I've often been told my family would make a great basis for a sitcom. What say you?
My son--the wild-haired, muscle-car-loving comedian, has finally decided to go to college. Since he forfeited the first full scholarship he got right out of high school in 2003, he merely reapplied this May and got another full scholarship. When he went to register the other day, his advisor told him he could skip English 101 and English Comp. 101 (with full credit) and take Eng. Comp. 102 if he scored at least 27 in English on the ACT. His total score was 30, but he couldn't remember his English score, so the registrar had to check it for him when he registered. When she discovered he'd made 33 in English, she asked him why he is an engineering major, then she suggested that after he gets his engineering degree, he should go to law school and become an attorney who represents engineers. He asked her if having a file with the Secret Service would make a difference in a law career. He wasn't kidding about the file.
My 16-year-old daughter is a Grammar Nazi and always wants to have a grammar discussion with me when it's her bedtime. Since she doesn't wear any jewelry, when I asked her the other day if she took my earrings, she replied, "To sell on the black market?" She has to be watched carefully in the grocery store because she has been known to sneak rice into the buggy when I wasn't looking. She's teaching herself Kanji/Kana, so when she leaves me notes, she writes them in Japanese with an English subtitle. The music she listens to while online is either Japanese, classical (she likes Wagner the most), Weird Al, They Might Be Giants, or Bon Jovi. Alexander Hamilton is her main man, and she carries a ten dollar bill around in her wallet with his picture showing. She's a vegetarian as a personal statement against the inhumane treatment of animals in the meat processing industry, she has a Ralph Nader poster hanging in her room, and she'd be happy with a moped as her first vehicle.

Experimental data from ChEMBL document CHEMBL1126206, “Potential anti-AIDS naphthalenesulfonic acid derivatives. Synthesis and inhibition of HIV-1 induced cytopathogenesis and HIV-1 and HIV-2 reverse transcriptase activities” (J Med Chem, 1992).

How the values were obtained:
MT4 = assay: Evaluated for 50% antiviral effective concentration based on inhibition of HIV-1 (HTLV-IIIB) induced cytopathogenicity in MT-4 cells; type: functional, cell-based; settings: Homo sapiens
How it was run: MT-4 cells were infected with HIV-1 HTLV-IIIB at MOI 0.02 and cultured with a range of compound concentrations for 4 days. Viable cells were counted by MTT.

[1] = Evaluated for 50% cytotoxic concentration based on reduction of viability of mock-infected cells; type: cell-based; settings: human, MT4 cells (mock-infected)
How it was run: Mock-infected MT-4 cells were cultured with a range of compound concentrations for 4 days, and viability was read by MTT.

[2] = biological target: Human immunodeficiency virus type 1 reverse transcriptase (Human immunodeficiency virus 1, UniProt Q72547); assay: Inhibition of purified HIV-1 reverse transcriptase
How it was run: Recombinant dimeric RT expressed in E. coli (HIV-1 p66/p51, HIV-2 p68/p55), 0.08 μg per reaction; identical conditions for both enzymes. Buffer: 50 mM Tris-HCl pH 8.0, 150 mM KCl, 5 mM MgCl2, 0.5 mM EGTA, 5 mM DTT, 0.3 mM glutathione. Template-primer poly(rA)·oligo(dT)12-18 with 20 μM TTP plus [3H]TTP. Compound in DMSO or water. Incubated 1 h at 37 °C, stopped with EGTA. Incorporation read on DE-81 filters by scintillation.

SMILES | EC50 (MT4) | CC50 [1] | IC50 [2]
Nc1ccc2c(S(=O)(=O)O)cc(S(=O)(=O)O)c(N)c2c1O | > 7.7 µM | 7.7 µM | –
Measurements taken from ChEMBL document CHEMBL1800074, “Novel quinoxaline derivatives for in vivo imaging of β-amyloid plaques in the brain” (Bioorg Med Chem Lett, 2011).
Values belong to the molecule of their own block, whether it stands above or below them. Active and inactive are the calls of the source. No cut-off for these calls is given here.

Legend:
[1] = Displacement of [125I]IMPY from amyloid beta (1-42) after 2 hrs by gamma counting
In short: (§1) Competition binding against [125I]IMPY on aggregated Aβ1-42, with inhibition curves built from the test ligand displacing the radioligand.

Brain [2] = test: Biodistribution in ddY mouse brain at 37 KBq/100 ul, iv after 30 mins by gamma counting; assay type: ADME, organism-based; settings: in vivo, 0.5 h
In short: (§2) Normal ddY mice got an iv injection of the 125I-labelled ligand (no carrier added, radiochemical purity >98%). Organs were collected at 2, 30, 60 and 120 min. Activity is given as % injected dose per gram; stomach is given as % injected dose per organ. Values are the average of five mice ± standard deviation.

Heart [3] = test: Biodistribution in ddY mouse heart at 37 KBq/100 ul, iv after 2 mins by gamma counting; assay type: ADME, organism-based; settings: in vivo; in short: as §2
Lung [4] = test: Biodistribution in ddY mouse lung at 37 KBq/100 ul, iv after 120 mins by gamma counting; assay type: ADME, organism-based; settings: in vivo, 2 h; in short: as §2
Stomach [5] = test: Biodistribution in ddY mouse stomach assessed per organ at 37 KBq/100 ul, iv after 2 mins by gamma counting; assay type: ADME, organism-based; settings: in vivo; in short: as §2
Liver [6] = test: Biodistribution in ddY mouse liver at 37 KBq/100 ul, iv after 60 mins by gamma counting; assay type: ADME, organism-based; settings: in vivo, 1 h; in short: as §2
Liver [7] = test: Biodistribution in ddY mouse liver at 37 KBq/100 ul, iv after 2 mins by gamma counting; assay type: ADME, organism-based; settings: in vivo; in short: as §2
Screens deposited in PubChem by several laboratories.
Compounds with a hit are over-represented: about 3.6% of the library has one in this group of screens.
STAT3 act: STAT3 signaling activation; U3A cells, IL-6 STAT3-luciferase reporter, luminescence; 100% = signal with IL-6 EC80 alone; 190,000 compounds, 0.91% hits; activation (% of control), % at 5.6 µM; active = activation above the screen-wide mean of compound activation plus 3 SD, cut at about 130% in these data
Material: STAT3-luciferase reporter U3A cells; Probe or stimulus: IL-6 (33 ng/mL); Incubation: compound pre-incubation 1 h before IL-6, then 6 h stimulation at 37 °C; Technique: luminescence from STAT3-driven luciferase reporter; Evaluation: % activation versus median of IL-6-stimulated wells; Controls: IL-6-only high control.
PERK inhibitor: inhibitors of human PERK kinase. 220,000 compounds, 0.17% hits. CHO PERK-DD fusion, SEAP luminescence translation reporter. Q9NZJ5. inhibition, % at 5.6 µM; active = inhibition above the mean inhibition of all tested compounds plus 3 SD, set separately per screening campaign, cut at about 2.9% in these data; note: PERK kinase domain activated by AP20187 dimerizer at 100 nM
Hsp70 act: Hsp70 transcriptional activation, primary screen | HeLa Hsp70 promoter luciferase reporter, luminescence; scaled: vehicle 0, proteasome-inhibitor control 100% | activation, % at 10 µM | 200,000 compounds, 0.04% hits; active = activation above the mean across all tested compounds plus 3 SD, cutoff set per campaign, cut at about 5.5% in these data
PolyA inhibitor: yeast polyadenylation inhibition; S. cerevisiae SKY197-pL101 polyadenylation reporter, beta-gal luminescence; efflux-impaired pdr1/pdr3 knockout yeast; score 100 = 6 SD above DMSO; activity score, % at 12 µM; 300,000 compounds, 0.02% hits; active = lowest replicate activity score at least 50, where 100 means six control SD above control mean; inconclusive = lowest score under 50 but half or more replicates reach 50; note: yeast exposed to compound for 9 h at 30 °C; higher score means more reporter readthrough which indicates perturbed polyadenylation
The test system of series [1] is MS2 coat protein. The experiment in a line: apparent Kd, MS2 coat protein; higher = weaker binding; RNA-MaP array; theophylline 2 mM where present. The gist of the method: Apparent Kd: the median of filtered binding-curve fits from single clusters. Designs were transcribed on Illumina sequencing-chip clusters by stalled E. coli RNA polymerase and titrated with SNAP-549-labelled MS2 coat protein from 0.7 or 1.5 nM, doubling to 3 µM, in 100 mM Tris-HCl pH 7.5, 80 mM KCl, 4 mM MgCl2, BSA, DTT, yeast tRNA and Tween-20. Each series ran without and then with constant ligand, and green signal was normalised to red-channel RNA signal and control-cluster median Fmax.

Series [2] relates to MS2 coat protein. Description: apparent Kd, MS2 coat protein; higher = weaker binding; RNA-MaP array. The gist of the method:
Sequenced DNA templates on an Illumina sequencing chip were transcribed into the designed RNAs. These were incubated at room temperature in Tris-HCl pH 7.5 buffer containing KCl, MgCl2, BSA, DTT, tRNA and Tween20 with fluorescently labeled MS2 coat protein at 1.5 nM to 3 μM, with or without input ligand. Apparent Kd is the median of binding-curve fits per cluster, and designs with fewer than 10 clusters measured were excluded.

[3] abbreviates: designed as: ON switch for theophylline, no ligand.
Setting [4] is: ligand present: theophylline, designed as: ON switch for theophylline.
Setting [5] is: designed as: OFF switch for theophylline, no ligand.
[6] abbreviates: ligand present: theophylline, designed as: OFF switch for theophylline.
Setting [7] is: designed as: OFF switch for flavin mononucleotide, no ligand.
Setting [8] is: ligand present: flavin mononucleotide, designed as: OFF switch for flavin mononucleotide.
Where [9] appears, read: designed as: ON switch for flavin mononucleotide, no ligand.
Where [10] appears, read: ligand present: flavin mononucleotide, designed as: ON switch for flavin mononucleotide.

My 12-going-on-20-year-old daughter was drawing pictures on the computer the other night and called me to ask how she could blur out her characters' faces the way they do on "Cops." When I asked her why she wanted to do that, she told me she's writing a comic strip about somebody in the Witness Protection Program. When she was three years old, her daddy asked her what she wanted to be when she grew up and she replied, "The boss of the world," then she thought a moment and amended it to, "The boss of the universe." When she was four, she had an annoying habit of what she called "snocking" that was actually an appropriate name for the nasal sound she made doing it. When I reminded her one day that her daddy had told her not to do it anymore, she replied, "My daddy's not here right now." For this reason, she will never be allowed to date.
All three of them are gifted, of course. Maybe that's why they're so odd. Oh, and I wouldn't trade them for anything or change a single thing about them.